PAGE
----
- War in Afghanistan (2001-present)
image sourceCNP/ABACA/ABACA/PA Imagesimage captionUnited States Marines escort evacuees at Hamid Karzai International Airport
Former UK PM Tony Blair has described the US decision to withdraw troops from Afghanistan as "imbecilic" in his first public statement since the fall of Kabul to the Taliban last Sunday.
The abandonment of Afghanistan and its people was "tragic, dangerous, unnecessary", he said on his website.
Mr Blair led the UK when it invaded the country alongside the US in 2001, following the 11 September attacks.
He said the exit of allied troops would have Jihadist groups "cheering".
Mr Blair also said that Britain has a "moral obligation" to stay in Afghanistan until "all those who need to be are evacuated".
The former Labour leader said: "We must evacuate and give sanctuary to those to whom we have responsibility – those Afghans who helped us and stood by us and have a right to demand we stand by them."
He added this should not be done "grudgingly but out of a deep sense of humanity and responsibility."
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Mr Blair said the decision to withdraw from Afghanistan had been driven by politics, describing it as "in obedience to an imbecilic political slogan about ending 'the forever wars'" – a phrase used by US President Joe Biden during his election campaign.
The US has a planned deadline of 31 August for withdrawal – but President Biden has said troops may stay past this date to help with evacuations.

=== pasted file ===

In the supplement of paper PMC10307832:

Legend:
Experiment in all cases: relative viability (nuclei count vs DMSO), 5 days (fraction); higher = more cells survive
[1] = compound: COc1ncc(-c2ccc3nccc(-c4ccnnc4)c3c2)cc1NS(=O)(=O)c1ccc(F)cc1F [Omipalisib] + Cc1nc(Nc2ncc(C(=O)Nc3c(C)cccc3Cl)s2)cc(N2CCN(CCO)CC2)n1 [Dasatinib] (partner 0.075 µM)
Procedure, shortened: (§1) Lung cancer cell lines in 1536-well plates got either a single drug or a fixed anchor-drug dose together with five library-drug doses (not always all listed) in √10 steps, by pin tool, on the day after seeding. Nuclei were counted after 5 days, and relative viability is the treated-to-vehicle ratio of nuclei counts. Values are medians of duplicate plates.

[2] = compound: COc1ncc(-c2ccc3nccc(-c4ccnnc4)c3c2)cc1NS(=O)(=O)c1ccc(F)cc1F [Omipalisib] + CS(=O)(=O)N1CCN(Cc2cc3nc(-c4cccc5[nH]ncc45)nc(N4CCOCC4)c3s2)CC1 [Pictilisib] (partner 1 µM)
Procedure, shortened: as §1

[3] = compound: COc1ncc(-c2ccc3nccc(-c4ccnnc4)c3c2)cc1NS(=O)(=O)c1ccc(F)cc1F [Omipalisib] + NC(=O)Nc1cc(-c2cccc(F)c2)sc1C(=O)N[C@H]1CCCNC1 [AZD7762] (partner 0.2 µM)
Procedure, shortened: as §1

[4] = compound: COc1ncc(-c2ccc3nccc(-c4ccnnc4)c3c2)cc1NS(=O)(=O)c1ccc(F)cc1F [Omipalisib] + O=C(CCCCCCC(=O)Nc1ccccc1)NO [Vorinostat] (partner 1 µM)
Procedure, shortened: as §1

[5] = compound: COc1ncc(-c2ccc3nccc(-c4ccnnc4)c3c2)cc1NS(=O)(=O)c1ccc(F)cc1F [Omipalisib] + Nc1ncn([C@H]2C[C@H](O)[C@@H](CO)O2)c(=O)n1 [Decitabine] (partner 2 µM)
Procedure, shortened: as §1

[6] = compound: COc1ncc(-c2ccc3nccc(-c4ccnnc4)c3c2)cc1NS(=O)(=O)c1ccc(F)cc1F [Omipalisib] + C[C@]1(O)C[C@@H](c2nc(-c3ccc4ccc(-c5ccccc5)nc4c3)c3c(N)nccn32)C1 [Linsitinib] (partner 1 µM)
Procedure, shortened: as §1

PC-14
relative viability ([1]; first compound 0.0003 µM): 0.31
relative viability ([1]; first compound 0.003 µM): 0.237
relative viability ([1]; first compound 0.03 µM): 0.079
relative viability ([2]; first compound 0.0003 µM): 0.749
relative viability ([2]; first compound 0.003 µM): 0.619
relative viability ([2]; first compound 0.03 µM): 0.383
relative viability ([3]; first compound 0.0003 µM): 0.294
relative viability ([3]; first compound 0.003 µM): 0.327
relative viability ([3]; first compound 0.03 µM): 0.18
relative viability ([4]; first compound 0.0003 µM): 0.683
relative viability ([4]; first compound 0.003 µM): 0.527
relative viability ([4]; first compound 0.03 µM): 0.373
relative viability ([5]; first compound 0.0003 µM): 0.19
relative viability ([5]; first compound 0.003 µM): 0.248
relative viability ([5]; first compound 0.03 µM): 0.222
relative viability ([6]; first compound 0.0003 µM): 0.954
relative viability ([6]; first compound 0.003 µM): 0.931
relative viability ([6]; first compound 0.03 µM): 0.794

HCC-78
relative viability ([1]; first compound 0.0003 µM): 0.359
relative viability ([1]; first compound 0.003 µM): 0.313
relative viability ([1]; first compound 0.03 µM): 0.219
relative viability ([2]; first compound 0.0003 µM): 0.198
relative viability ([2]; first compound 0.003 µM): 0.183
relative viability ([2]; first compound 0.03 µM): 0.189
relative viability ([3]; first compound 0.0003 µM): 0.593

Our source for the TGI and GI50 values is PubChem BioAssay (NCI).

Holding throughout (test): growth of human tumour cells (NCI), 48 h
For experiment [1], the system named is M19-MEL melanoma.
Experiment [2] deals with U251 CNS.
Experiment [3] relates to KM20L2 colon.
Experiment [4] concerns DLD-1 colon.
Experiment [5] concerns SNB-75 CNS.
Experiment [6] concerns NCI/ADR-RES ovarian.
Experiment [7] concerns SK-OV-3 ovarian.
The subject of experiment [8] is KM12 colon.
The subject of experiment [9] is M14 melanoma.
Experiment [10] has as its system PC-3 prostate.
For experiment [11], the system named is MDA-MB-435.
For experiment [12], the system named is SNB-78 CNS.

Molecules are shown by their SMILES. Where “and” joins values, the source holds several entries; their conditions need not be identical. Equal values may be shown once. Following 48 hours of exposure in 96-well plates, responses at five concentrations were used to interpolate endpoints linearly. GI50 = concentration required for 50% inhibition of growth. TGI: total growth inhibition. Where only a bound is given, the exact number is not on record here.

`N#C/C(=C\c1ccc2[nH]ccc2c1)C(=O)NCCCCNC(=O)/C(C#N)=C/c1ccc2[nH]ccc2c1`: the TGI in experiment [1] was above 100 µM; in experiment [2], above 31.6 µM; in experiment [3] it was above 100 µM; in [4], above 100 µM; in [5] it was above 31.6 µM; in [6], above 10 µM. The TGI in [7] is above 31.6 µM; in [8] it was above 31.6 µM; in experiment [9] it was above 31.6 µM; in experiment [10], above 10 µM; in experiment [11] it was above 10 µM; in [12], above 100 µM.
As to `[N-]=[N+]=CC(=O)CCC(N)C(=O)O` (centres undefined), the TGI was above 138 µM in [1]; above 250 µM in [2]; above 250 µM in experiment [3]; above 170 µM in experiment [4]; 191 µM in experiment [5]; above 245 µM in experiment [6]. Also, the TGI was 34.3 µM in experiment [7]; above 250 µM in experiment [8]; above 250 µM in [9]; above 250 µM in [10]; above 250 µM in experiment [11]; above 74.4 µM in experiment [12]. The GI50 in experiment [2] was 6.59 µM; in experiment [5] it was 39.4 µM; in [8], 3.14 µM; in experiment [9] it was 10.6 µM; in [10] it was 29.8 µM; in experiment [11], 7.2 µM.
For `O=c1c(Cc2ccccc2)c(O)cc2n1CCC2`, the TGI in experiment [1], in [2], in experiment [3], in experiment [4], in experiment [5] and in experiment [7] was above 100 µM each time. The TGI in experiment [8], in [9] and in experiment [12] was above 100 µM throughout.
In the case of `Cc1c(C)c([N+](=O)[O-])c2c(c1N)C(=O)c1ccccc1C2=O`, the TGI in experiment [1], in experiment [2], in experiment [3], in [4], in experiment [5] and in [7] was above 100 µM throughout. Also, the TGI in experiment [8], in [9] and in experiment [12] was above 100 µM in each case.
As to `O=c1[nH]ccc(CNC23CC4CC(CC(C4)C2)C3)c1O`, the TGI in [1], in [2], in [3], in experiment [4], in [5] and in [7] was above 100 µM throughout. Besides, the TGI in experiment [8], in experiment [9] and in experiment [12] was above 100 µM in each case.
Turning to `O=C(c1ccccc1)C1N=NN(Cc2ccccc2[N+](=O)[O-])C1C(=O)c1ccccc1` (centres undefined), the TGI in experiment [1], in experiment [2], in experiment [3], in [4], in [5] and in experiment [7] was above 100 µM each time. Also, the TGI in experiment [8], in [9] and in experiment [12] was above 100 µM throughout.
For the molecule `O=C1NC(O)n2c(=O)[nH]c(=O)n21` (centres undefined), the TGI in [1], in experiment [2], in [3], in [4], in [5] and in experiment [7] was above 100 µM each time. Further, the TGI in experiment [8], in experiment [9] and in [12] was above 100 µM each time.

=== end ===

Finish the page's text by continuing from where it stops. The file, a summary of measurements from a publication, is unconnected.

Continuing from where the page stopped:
image sourceMODimage captionTony Blair with British forces in Helmand Province in 2006
Mr Blair admitted mistakes had been made over Afghanistan, but "the reaction to our mistakes have been unfortunately further mistakes". He said while "imperfect", the "real gains over the past 20 years" were now likely to be lost.
The withdrawal would have "every jihadist group around the world cheering", he said.
Russia, China and Iran will take advantage, he added. "Anyone given commitments by Western leaders will understandably regard them as unstable currency."
President Biden has vowed that "any American who wants to come home, we will get you home", but has described the evacuation as one of the "most difficult airlifts in history".
He is the former Prime Minister most often remembered for the huge controversies that swirled around the conflict in Iraq.
But before that, in the weeks after the 11 September attacks, 20 years ago, Tony Blair committed British troops to Afghanistan.
His critique of President Biden is unflinching.
His argument about what he calls 'radical Islam' is more familiar.
The thrust of his case, in this 2,700 word article he has written for his website, is the Taliban are a case study in what he sees as a strategic problem for the West: the desire to turn the religion into an extreme political ideology.
Mr Blair fears the West lacks commitment and lacks strategy.
The issue, though, in western countries – in democracies – is that long term, open-ended military commitments do require public support.
Mr Blair's article comes as shadow foreign secretary Lisa Nandy has urged her government counterpart Dominic Raab to step up efforts to get British and eligible Afghans to the UK.
She said she had heard of people being beaten, shot at or raped while trying to get documentation in Kabul.
The Foreign Office said it was trying to get people out as fast as possible, with more than 3,000 people having been evacuated from the country since Sunday.
Defence Secretary Ben Wallace said, in an article in the Mail on Sunday, the West's exit from Afghanistan was "unedifying" and would have "consequences for us all for years to come".
He said there was "no time to lose" to get people out of the country but added the US would have his complete support if it chose to push back the deadline for leaving.
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